Winning a Speeding Ticket Case on a Technicality – Part Three.

Written by Gregory Monte.

To Fight or not to Fight?

Last week I wrote two blog posts about the importance of finding a technicality in the motor vehicle law if you want to beat a speeding ticket in court.

Looking for a Creative Way to Fight a Speeding Ticket?  This One “Takes the Cake.”

Another Creative Way to Fight a Speeding Ticket – Challenge the Odometer.

The defendants in these two cases were not, ultimately, successful, but I wrote about them anyway to illustrate the importance of looking for technicalities.  I also applauded their refusal to take the easy way out (most citizens just pay their tickets like it is their civic duty).  I did not create Stop-Sign-Ticket.Com and initiate this blog to speak to these kinds of people.  My work is addressed to those of us who see the arbitrary nature of traffic tickets, and are pissed off enough when they get one to want to fight back.

My Son Wins on a Technicality

My son is a perfect example.  He was pissed off enough to want to fight, and he used my Pennsylvania Stop Sign Ticket Defense strategy to beat his stop sign ticket.  My strategy is full of potential technicalities.  He used one of the clearest of these – the technicality requiring all traffic signs be authorized by official ordinance.  Because his sign was never authorized, it was not enforceable.  You can read about this in my 23-page eBook How My Son Beat His Unfair Stop Sign Ticket in Pennsylvania.

Winning on a Technicality is the Only Way to Go.

Here is what I concluded in those posts published earlier this week:

Defendants only win if they can find a technicality in the law that a judge has no choice but to accept.  In other words, if you think that your personal testimony will be worth anything at all to “his honor,” you are deluding yourself.  In actuality, it is not worth s**t. If a police officer contradicts what you are saying, you are f**ked.

Racing on Highways?

Which brings me to the newest technicality case:

Commonwealth v. Dashiell, 45 Pa. D. & C. 3d 301 – Pa: Court of Common Pleas 1986

As you will see, this was not actually a speed case, although the individual did violate Title 75, Chapter F – Speed Restrictions.  The specific violation was Section 3367 – Racing on Highways.

“The trooper then observed both drivers “put it to the floor.” The trooper went up the ramp and headed south behind the two vehicles which were accelerating away from him as his speed reached 85 miles per hour. The two vehicles remained side-by-side for approximately a mile and a half past one exit until one of them pulled in back of the other vehicle as they approached the next exit.”

This was obviously a violation of the racing statute, and the judge had the following to say about the incident:

“Having just observed the classic drag race, which would be recognizable as such by a visitor from Mars, the fun and games commence on the issue of whether one of the operators, David Albert Dashiell, was properly convicted for the offense he obviously committed.”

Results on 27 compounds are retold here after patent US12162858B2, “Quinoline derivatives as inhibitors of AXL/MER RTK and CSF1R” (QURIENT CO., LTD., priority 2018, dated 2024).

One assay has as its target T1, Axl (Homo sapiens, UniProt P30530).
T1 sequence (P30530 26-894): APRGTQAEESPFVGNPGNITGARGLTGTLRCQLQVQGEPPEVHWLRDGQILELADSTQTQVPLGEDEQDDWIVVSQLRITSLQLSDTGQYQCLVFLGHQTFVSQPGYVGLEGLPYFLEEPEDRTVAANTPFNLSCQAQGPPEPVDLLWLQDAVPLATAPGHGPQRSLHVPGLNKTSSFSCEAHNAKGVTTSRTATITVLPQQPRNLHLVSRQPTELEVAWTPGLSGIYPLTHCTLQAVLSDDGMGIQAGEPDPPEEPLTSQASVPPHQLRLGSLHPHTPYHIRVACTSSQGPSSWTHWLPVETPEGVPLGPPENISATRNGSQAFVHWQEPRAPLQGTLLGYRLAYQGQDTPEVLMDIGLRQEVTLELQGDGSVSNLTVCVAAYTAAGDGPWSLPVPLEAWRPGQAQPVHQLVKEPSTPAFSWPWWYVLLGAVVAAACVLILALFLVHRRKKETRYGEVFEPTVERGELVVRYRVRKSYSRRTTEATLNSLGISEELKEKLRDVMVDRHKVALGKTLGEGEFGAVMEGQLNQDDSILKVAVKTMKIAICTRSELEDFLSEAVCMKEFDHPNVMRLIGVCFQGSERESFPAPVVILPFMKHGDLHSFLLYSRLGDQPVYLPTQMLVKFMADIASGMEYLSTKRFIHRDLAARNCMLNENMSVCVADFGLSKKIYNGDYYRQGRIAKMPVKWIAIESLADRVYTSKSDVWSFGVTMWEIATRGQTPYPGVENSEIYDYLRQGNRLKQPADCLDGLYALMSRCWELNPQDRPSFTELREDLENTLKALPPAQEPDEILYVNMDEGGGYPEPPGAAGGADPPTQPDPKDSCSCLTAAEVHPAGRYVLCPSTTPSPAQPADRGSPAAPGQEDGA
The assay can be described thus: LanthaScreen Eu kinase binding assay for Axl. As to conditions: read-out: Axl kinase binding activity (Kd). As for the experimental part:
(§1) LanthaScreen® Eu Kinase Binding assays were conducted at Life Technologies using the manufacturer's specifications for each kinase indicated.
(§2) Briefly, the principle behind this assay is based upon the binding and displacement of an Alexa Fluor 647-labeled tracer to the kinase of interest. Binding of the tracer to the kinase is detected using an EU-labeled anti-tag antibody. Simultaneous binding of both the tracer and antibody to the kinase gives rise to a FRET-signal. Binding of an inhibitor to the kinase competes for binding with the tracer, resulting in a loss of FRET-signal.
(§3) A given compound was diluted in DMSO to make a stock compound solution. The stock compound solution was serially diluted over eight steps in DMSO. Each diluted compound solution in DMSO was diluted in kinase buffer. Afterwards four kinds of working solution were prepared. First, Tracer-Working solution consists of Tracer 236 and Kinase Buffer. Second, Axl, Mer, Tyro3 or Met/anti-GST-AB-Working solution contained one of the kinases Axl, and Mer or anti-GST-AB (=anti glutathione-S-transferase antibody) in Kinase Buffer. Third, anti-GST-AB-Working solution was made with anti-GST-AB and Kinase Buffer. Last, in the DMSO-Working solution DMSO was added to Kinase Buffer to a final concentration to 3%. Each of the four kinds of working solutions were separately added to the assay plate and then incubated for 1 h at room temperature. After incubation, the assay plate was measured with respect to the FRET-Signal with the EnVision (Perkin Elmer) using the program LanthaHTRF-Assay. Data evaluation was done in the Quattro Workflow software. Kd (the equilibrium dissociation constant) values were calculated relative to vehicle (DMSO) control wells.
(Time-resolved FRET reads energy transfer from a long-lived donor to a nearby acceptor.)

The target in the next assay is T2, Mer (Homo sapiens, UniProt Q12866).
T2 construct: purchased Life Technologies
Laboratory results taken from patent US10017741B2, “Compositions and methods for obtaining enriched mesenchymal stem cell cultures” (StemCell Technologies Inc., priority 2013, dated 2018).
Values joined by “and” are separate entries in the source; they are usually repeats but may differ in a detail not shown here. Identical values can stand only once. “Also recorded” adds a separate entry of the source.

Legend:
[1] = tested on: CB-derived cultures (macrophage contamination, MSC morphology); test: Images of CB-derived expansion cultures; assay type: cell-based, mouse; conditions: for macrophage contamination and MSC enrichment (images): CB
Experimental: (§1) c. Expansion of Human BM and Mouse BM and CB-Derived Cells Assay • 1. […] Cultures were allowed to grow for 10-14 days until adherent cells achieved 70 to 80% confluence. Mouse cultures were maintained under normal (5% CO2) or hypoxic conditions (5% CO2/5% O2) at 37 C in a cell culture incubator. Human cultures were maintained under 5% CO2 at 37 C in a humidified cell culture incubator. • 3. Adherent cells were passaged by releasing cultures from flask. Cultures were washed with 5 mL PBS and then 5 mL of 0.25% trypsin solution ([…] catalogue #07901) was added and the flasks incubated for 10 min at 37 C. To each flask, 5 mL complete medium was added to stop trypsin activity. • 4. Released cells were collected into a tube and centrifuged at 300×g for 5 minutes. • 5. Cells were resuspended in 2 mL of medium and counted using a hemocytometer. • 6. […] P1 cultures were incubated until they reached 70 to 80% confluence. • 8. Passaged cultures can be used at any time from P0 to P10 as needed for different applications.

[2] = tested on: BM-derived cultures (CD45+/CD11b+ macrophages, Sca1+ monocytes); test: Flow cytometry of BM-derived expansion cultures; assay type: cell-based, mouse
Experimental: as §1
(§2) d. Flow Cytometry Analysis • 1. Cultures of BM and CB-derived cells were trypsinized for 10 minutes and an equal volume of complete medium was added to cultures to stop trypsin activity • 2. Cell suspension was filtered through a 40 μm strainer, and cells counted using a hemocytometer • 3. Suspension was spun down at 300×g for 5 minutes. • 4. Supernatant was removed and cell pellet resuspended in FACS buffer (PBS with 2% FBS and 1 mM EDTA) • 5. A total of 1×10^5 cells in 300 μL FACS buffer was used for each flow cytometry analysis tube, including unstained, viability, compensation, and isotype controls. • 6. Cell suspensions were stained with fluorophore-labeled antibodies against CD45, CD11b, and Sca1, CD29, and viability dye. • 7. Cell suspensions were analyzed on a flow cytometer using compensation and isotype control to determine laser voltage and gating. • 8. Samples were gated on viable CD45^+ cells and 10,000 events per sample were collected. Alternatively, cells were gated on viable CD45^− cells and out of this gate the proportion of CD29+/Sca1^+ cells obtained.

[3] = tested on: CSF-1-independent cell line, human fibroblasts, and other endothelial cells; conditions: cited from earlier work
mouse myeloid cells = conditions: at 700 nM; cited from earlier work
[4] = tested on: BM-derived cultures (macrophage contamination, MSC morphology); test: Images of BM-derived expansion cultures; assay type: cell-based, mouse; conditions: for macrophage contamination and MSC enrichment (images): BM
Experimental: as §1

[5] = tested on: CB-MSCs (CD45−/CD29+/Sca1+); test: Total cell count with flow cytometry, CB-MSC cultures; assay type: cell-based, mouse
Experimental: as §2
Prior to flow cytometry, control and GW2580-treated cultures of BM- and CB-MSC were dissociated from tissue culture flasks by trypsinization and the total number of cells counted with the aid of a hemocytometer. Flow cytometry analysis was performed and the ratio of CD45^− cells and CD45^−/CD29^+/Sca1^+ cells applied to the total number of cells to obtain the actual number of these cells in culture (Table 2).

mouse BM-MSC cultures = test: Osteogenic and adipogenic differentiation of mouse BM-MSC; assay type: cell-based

A little bit of judicial humor, don’t you think?

Finding a Technicality and Giving it a Shot

Did this defendant just accept his fate and pay his ticket?  No, he found a possible technicality, and he made the effort to give it a try in court.

The technicality was found in Title 75, Section 3366:

“In every charge of violation of a speed provision in this subchapter, except for a violation of section 3361 (relating to driving vehicle at safe speed), the citation or complaint shall specify the speed at which the defendant is alleged to have driven and the applicable speed limit.”

It turns out that the police officer never included the speed at which the defendant was driving.  Based on this seeming technicality, the defendant claimed that he should be found not guilty.

Sorry to disappoint, but the judge didn’t buy this argument, and the defendant was, indeed, found guilty.  The opinion of the court was that speed is not an essential element of racing.  It is the race, itself, which is a violation of the statute.  The Supreme Court of Pennsylvania backed up this interpretation in a later case.

Please don’t understand me.  I am not claiming that finding a technicality is the be-all-and-end-all of beating a ticket.  What I am saying is that you shouldn’t just act like a domesticated sheep when you are faced with an alleged violation. 

My goal is to get as much information out to the public as possible, so that like-minded people will at least have a chance to win in court.  I was able to do this for my son, and I will continue to publish helpful tactics so that others can win their cases also.

So, stay tuned, as I have just gotten started.  And in the meantime, check out my free resources which will help you determine if you have a case to win your stop sign ticket charge.


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